There are dozens of Metadata Assets that include a username. There are Running Users for Analytic Snapshots and Dashboards. There are named approvers for Approval Processes, Assigned Users for Escalation Rules, and Administrators for Portals. The list goes on and on. In some cases, the Metadata Asset will stop working when the User becomes inactive. A famous example of this is the Running User for a Dashboard.
- Email Addresses
If that weren’t bad enough, in other cases the raw email address belonging to an inactive User is left lurking in your Org. You can make the User inactive, but if you don’t turn off their corporate email then they will still get email messages from the Org! And of course, if they are a consultant or you do not have control of the email address then there is no way to cut off the email for this User. Examples of this problem include Apex Error Notifications, Auto Response Messages, Case Routing, Connected App Contacts, Escalation Actions, and Workflow Emails.
- Team Members
Inactive Users can be assigned to Account, Case, and Opportunity Teams. In most cases this is historical information and may not require cleanup but we recommend removing inactive Users from open Opportunity Teams. At any rate, these connections are useful for reporting purposes.
Anywhere in the report interface you can right-click a User and Edit their information, Edit the active and inactive status of Multiple Users, or select an option to Clone the currently selected User.
The clone user capability is very powerful and allows you to make a new User look like an existing one. This interface can clone the Permission Set, Permission Set Group, Permission Set License, and Package License Assignments. You can also clone the Group, Queue, and Team Membership Assignments.
The second Tab provides an interface to clean up the connections for the currently selected Users. Normally you will want to use this capability to clean up inactive Users, but you can also use this interface with active Users as well. In any case, you will need to select one active replacement User. Their Username and email address will be used to replace the inactive Users in some situations. In other situations, junction objects will be deleted. Some of the connections allow you to choose to either delete the junction object or transfer the connection to the replacement user.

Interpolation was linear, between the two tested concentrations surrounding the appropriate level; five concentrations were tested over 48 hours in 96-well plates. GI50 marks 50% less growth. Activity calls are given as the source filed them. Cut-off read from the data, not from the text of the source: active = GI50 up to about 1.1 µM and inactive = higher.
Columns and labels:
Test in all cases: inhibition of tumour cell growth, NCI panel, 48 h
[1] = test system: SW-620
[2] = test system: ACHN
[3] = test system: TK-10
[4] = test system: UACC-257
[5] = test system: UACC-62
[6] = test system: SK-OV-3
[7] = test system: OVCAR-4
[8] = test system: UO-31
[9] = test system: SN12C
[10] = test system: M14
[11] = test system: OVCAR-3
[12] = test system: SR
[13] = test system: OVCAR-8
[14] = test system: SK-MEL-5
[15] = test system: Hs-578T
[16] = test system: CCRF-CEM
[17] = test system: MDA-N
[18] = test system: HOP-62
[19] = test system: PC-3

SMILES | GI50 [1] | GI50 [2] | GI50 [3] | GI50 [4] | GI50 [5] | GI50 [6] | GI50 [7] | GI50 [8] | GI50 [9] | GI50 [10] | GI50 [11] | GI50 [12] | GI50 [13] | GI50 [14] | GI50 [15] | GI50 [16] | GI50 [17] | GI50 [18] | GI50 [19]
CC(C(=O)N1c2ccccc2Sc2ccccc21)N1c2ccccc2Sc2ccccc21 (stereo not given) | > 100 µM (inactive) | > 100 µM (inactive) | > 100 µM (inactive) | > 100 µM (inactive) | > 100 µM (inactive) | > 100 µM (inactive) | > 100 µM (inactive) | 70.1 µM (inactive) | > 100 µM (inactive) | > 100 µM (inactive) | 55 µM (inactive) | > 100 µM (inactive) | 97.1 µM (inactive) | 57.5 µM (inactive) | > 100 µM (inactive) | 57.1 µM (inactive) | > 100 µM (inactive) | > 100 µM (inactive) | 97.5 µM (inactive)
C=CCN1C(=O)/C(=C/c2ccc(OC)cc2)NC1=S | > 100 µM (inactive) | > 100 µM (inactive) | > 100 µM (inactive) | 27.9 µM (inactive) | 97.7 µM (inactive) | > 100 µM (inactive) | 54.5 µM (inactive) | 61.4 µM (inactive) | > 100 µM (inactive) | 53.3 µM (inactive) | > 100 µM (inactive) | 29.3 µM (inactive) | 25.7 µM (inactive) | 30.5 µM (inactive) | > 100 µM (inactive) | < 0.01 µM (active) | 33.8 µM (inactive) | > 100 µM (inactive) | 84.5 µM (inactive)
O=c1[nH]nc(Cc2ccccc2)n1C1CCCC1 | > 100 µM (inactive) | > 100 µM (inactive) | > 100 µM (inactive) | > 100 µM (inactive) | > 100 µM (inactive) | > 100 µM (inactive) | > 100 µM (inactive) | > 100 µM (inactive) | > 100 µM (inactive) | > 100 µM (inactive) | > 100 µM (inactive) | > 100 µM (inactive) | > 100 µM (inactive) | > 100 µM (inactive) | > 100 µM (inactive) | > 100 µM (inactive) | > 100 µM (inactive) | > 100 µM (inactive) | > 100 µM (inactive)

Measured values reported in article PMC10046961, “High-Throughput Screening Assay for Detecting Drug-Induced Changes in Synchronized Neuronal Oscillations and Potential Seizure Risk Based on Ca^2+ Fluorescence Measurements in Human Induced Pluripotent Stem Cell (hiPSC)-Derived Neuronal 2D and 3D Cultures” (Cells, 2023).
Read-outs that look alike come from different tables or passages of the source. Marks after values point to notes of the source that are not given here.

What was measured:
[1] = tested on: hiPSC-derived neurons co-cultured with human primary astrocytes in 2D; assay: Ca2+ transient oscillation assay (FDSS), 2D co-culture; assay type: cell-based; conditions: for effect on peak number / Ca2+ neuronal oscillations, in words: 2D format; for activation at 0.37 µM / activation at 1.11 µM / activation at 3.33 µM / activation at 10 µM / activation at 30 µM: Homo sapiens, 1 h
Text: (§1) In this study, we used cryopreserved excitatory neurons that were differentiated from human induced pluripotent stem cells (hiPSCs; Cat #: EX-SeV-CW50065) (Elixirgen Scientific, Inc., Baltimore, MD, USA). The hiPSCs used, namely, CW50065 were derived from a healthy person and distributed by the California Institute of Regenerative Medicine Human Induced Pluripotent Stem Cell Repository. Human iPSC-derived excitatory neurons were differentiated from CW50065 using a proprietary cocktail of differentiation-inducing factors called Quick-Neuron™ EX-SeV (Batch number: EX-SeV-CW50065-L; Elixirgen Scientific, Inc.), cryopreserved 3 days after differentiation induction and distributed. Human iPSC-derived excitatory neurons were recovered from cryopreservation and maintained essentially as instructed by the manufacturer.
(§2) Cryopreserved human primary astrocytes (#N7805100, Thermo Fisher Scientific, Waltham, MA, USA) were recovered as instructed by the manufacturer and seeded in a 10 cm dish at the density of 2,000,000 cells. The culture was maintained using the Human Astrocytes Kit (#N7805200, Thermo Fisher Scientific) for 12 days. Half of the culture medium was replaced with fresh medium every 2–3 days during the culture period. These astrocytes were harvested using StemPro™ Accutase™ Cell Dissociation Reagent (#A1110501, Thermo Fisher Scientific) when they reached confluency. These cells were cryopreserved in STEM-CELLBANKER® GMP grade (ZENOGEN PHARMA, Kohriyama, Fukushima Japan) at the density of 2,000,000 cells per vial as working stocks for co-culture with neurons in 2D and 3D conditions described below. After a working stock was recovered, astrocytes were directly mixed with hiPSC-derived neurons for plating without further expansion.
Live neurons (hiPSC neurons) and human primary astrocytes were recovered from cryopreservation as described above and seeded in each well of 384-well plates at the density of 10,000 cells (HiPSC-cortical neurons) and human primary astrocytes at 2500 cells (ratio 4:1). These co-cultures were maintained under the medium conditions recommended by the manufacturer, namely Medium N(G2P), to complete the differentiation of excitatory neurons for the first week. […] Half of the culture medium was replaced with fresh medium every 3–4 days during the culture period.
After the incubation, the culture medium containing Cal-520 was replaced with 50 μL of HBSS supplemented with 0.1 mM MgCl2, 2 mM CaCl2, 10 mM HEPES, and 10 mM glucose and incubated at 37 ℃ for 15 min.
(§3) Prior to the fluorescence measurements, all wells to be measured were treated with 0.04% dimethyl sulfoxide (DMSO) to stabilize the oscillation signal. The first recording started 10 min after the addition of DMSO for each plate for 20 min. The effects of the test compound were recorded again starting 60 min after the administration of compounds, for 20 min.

At upper left you can choose Test Run Only, Stop After Error and Continue After Error. This lets you see everything that is going to happen before changes are made to a live Salesforce Org. All of the information is printed out in the report window at right.
The third Tab provides an interface to transfer Record Ownership from the currently selected Users to the replacement User. Normally you will want to use this capability to clean up inactive Users, but you can also use this interface with active Users as well. The report will show you how many Objects are Owned by each User in the list. Then you can choose to transfer ownership for any number of objects as needed. There is a “Search Objects” button at the bottom of the middle list that will scan all objects for User references. This takes a few minutes, but after the scan is completed there will be many more objects shown in the center list, and at that point any User connection to any object can be selected for replacement.
User Management Suite
The new User Connection Cleanup report joins a host of other User Management capabilities in Snapshot. Other reports include User Activity Timeline, User Permission Assignment, and the Relationship Hierarchies report. The capability for User Connection Cleanup is the first time that an admin can get a comprehensive view of all of the hidden ways that Users are connected to an Org. The ability to finally clean up all of this clutter is a nice step towards better compliance and security. Let us know if the new User Connection Cleanup report is working for you, and how we can help.
Join our User Connection Cleanup webinar on September 15th to learn more!